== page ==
The Preservation Society can help focus residents to have their say in development, but it has no authority to block demolition of historic houses.  Over thirty historic houses surrounding Brown University have been lost in the last decade:  “The College Hill Historic District may still have a strong, beating heart along northern Benefit Street and on the southwestern side along John, Power, and Benefit Streets…But in 10 years, these four blocks [Thayer, Waterman, Brook, Euclid] saw the loss of almost 30 late-19th century houses and the conversion of 3 more away from historic status.”  All the neighborhoods named by the Society are affected by “studentification.” Neighbors in Wanskuck and Elmhurst complain about quality-of-life issues like parking, loud music, and public drinking around Providence College.  More threatening, student housing can drive up the cost of renting.  A resident of Elmhust, Daniel Morris, says “I live in fear that my small-time landlord will sell my apartment to 02908 Club or Strive, who will then jack up my rent and force me out of where I live.”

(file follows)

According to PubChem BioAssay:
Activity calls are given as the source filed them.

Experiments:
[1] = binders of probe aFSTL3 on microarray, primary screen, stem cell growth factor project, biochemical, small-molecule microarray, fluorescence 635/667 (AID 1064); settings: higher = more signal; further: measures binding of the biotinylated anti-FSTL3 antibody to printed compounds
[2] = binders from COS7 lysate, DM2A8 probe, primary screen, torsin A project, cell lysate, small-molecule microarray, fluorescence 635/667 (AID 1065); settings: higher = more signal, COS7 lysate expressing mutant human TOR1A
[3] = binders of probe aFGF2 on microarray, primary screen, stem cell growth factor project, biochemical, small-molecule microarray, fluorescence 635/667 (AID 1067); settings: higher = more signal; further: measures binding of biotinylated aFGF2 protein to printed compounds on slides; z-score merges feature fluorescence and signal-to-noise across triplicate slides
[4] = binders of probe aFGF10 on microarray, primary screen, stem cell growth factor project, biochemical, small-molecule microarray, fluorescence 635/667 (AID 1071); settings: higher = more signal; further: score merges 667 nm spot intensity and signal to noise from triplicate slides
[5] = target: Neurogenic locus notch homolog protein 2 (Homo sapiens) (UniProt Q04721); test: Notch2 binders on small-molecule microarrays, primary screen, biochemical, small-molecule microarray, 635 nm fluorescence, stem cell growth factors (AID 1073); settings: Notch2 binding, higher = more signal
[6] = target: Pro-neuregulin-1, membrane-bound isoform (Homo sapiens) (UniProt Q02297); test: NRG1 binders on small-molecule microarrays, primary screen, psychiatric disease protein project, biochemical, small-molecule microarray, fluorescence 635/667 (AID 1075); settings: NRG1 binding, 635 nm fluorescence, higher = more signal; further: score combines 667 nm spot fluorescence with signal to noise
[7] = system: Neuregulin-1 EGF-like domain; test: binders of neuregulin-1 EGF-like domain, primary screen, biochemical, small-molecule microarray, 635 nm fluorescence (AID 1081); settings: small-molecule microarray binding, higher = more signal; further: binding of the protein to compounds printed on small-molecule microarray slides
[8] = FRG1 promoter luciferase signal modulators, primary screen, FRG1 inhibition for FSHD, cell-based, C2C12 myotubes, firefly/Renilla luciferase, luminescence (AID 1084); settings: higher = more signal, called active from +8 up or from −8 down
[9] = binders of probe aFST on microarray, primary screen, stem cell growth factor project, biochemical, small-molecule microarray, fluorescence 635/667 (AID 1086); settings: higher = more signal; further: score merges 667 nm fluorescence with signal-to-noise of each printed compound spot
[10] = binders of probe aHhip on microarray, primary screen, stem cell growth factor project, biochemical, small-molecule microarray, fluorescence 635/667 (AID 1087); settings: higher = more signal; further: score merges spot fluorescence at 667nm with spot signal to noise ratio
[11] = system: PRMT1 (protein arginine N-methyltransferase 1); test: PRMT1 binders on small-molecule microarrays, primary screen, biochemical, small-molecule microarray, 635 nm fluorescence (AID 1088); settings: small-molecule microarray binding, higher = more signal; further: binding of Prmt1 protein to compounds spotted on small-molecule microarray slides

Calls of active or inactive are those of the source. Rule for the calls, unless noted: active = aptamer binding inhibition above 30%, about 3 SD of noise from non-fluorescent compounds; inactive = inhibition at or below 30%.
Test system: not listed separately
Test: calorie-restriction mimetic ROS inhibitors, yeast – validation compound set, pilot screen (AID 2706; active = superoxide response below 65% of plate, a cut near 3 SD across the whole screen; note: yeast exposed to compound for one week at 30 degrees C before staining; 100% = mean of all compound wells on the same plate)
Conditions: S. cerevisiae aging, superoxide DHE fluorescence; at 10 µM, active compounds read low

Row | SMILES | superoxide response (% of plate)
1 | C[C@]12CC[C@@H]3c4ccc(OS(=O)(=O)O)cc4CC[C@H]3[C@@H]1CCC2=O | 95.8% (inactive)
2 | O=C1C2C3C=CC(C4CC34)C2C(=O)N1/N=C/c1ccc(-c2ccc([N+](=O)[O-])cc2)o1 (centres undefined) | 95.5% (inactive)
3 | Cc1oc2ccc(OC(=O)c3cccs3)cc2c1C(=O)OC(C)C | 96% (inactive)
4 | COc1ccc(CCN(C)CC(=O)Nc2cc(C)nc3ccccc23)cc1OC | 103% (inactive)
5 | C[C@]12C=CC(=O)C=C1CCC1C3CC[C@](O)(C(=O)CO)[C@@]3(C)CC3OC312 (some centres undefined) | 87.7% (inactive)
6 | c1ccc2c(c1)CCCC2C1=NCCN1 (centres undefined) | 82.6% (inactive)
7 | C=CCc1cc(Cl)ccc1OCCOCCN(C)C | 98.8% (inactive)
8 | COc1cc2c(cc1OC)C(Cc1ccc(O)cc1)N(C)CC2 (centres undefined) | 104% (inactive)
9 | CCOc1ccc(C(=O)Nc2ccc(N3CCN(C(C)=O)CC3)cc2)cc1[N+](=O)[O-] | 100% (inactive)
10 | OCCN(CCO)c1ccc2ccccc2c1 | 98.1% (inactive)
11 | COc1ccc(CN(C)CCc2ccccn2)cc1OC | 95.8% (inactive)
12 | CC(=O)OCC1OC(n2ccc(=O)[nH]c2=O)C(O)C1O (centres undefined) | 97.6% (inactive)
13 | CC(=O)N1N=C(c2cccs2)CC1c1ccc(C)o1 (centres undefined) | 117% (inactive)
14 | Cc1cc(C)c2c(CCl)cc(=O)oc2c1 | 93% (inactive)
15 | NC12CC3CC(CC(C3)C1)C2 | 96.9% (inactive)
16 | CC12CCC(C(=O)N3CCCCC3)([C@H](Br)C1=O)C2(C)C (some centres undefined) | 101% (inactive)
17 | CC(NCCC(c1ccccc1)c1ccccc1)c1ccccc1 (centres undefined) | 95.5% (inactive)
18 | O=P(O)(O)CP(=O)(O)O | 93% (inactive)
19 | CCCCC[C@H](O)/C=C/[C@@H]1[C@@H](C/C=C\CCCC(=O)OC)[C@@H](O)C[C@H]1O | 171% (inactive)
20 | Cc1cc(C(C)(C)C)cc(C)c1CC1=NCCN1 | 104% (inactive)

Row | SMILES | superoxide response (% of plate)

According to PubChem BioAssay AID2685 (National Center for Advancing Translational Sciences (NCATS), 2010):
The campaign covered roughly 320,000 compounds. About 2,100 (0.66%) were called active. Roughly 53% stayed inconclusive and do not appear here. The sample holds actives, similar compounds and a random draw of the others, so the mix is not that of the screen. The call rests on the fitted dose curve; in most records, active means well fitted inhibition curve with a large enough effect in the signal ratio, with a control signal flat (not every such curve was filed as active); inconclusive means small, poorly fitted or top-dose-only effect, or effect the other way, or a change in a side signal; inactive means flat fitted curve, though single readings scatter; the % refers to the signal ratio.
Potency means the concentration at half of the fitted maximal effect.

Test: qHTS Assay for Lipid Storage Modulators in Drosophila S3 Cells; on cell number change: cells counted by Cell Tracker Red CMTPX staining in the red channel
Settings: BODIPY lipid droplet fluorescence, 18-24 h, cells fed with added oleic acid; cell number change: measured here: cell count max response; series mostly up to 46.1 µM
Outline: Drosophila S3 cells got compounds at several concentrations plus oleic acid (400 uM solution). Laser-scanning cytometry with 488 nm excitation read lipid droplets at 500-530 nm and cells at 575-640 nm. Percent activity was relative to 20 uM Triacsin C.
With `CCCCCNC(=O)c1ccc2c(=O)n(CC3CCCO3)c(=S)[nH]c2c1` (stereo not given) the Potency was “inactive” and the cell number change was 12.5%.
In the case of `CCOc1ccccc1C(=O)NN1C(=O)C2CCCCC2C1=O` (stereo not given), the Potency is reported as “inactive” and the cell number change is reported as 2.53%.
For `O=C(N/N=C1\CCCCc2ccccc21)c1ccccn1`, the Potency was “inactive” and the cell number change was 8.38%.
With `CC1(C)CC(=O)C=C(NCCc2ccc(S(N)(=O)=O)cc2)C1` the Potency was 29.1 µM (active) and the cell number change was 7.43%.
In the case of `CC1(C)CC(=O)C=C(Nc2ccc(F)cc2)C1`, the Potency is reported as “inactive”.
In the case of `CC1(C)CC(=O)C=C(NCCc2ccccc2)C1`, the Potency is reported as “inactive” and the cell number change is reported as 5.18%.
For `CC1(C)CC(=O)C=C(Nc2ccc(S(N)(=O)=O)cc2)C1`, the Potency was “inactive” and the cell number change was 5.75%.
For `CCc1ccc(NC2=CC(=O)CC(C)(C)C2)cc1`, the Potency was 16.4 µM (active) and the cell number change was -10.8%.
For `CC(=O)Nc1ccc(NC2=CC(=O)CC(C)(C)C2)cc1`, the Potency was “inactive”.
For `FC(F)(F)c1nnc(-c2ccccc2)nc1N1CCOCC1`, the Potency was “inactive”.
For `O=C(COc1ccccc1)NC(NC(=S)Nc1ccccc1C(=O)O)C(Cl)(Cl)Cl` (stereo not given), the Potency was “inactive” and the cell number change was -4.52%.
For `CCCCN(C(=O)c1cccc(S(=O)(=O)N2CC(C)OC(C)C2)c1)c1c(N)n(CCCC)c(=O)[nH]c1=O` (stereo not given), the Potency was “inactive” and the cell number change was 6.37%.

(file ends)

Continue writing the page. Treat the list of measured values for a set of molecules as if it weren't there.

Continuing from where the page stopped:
Strive and 02908 Club are just two of the companies renting to students in the neighborhood around Providence College. Some houses owned by Strive are “branded” with their name, easily recognizable.  In fact, Strive properties are so ubiquitous, especially along Admiral Street, that some residents refer to the area as “Striveville.”  Wanskuck was originally a mill town with company mill housing.  The branding of rental housing recalls that kind of monopoly in the market.

Providence Councilwoman Shelley Peterson of Ward 14 says often whole streets are in the hands of one company.  Raising rents on current residents is one effect of market forces surrounding a college, a university, or other institutions like hospitals.  Councilwoman Petersen and many residents have also expressed worries about developers buying up single-family homes and thus making it hard or impossible for working class families to come to their neighborhood as homeowners, an attraction that Wanskuck in particular has been historically noted for.

The Wanskuck branch of the Community Libraries of Providence